Monday, January 16, 2017

The Value of Backing Up Your Electronic Health Record with a Fail Safe Plan

The Gazette reported, the University of Iowa’s Electronic Health Records went down to a server problem that lasted six hours. The problem was resolved quickly. Keep in mind that for a busy ER, six hours is NOT quick! 

The main problem is what to do during those hours of downtime. A back-up system that is not on the same server can protect the data and mostly protect the patients from inadvertent errors. These errors can lead to poor outcomes, loss of crucial information, and potential liability.
Installing a stand-alone back-up system that is easily used and can be later scanned into the Enterprise system will save time, money, greying hair and endless stress. The occasional power failure will be survived with minimal cost and avoid the “group insanity” that’s accompanies these events. 

Hospital systems should write a guaranteed functionality clause into contracts for EHR implementation.   It is the enterprise vendor that should assure their system continues despite potential catastrophes.  After all, it is during catastrophes, environmental stresses, and local disasters, that the continued operation of the ED is most needed.  Thinking about the inevitability of such events in advance is essential, and should always be a part of the EHR package.

Monday, January 2, 2017

“Meaningless Use” Stage 3 To Disappear?

In the article AHA to President-elect Trump: Cancel Stage 3 Meaningful Use, the American Hospital Association make a plea for the elimination of meaningful use Stage 3. AHA calls for focus on EHR interoperability, interoperable health IT infrastructure instead of demonstrations of certified EHR technology use.
The unstainable regulatory burden which includes MACRA (Medicare Access and CHIP Reauthorization Act) is unrelenting and cost ineffective.  Reading this article will help providers understand what they may be facing with the coming confusion of MACRA.
[MACRA = Medicare Access and CHIP Reauthorization Act, a 2,400 page rule which establishes new ways to pay for physician services to Medicare beneficiaries, and will be likely extended to all insurers as well. MACRA reimbursement will be based (in theory) on quality, resource use, clinical practice improvement, and meaningful use of certified EHR technology.  Ever heard the term “Meaningful Use” before?) This includes an effort to base payments on outcomes. Of course outcomes require measures to be assessed.  Payment changes are scheduled for 2019]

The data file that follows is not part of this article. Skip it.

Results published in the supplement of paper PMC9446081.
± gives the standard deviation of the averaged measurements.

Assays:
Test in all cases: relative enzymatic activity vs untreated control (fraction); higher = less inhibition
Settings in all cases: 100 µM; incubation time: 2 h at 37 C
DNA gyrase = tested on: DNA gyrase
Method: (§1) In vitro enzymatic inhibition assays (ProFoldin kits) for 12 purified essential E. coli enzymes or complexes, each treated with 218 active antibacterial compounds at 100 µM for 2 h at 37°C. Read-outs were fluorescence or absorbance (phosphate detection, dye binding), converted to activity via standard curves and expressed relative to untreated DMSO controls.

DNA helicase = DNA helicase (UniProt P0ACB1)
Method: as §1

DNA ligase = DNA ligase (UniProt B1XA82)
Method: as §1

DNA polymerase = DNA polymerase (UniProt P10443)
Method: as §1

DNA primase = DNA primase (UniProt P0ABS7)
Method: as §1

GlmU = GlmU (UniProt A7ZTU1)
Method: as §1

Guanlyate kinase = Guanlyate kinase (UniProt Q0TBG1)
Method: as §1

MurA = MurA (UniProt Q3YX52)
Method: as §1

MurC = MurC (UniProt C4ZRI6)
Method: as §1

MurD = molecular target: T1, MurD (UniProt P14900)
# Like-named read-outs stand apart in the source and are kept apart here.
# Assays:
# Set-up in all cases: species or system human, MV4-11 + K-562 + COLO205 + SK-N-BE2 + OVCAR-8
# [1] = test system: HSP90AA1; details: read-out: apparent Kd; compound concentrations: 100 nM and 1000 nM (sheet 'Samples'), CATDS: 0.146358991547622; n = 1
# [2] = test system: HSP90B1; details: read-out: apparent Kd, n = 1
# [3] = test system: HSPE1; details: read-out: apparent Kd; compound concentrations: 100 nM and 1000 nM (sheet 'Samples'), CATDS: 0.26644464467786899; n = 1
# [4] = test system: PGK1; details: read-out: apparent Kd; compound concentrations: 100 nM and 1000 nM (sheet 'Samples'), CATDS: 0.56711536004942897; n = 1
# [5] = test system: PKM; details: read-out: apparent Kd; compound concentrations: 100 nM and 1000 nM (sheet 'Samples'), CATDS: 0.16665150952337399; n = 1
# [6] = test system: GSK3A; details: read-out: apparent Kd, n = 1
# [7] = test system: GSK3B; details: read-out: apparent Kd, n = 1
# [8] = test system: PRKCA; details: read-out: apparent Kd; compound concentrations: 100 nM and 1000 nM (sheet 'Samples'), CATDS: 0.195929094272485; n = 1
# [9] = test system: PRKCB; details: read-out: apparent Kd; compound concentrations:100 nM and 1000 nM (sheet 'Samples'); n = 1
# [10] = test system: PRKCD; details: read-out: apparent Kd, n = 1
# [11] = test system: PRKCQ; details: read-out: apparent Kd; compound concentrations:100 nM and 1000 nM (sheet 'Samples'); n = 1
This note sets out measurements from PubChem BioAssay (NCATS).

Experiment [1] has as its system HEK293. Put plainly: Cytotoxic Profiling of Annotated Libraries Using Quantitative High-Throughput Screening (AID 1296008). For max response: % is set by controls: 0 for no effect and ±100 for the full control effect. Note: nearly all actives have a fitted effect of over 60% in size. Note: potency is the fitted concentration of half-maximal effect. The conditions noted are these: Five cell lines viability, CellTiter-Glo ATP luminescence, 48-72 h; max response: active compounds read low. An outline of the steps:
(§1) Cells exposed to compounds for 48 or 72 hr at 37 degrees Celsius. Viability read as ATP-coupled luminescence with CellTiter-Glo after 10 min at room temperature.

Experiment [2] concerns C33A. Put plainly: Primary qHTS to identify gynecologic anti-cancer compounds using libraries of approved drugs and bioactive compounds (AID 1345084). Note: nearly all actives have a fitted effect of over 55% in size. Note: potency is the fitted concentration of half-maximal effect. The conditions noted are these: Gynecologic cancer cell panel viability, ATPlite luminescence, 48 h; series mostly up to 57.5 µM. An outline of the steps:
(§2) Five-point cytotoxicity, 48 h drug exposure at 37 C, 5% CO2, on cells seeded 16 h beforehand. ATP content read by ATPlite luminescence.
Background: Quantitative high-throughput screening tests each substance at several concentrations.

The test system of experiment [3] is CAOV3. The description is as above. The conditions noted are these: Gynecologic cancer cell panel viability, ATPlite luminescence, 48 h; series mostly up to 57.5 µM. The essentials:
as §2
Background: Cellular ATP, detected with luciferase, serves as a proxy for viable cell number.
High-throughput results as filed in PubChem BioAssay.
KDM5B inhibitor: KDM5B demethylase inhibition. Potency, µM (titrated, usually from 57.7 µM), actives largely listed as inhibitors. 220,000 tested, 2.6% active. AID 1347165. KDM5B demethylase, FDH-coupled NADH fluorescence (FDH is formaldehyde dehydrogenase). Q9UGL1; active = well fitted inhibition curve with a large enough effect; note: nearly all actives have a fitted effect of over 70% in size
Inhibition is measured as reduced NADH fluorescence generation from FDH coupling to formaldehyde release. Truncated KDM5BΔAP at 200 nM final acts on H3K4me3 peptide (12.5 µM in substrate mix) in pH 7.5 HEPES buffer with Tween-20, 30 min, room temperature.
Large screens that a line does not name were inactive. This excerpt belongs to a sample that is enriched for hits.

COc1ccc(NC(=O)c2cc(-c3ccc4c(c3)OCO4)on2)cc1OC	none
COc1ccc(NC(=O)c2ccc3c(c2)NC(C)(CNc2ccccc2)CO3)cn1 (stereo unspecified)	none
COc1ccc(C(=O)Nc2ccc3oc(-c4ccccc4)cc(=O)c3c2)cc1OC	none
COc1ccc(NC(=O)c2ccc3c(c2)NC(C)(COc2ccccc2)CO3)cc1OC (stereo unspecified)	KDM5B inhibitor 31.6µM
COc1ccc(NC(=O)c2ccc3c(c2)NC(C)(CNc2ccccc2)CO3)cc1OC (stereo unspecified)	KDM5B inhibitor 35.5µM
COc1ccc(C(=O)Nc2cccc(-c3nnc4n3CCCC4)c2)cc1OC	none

The AHA makes multiple recommendations that are favorable to hospitals but not necessarily providers that make reasonable sense.

“Advance health IT by supporting the adoption of interoperable EHRs, promoting a more consistent use of IT standards and providing improved testing, certification, and transparency about vendor products.”

Bottom line is that all the billions of dollars spent on meaningful use to capture endless data points that have little value to the average practitioner, this has created significant burden to cause acute on chronic “burnout” leading to chronic dissatisfaction.
The money spent could have been used on a robust national database that would have been the basis for Electronic Health Records interoperability. This would have included a national computerized order system that ended the hours relearning multiple systems.

From an EHR provider point of view, these rules have squelched creativity, efficiency, and what should have been a positive clinical adjunct into minefield of clicks and workarounds. When one adds the various meaningful use rules to the EH R, it significantly damages the EH R usability experience. While the Electronic Medical Record with artificial intelligence will hopefully someday be looked at as an asset, the barrier that interoperability imposes has yet to be solved. Why? 

Currently it is not in the interest of any EHR vendor to make their system interoperable.  Why should they allow a small (quite inventive and easy to use) system work well with theirs?  The large enterprise-level vendors have long suppressed interoperability efforts, while the smaller, creative ones, and have pushed for it. Such activity is not uncommon in the tech world.  Roku was once a small company too, and look how they have impacted the cable companies. But interoperability suppression is in no way appropriate in health care.